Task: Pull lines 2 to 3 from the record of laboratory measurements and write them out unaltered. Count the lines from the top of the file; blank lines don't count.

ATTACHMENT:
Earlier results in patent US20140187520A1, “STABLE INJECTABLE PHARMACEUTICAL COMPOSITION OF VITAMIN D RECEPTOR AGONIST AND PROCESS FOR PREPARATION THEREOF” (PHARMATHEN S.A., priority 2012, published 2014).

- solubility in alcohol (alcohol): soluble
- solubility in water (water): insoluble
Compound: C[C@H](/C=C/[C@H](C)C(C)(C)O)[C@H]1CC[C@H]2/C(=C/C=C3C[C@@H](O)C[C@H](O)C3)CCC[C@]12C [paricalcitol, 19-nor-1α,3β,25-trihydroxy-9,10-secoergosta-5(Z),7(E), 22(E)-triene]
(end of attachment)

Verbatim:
- solubility in alcohol (alcohol): soluble
- solubility in water (water): insoluble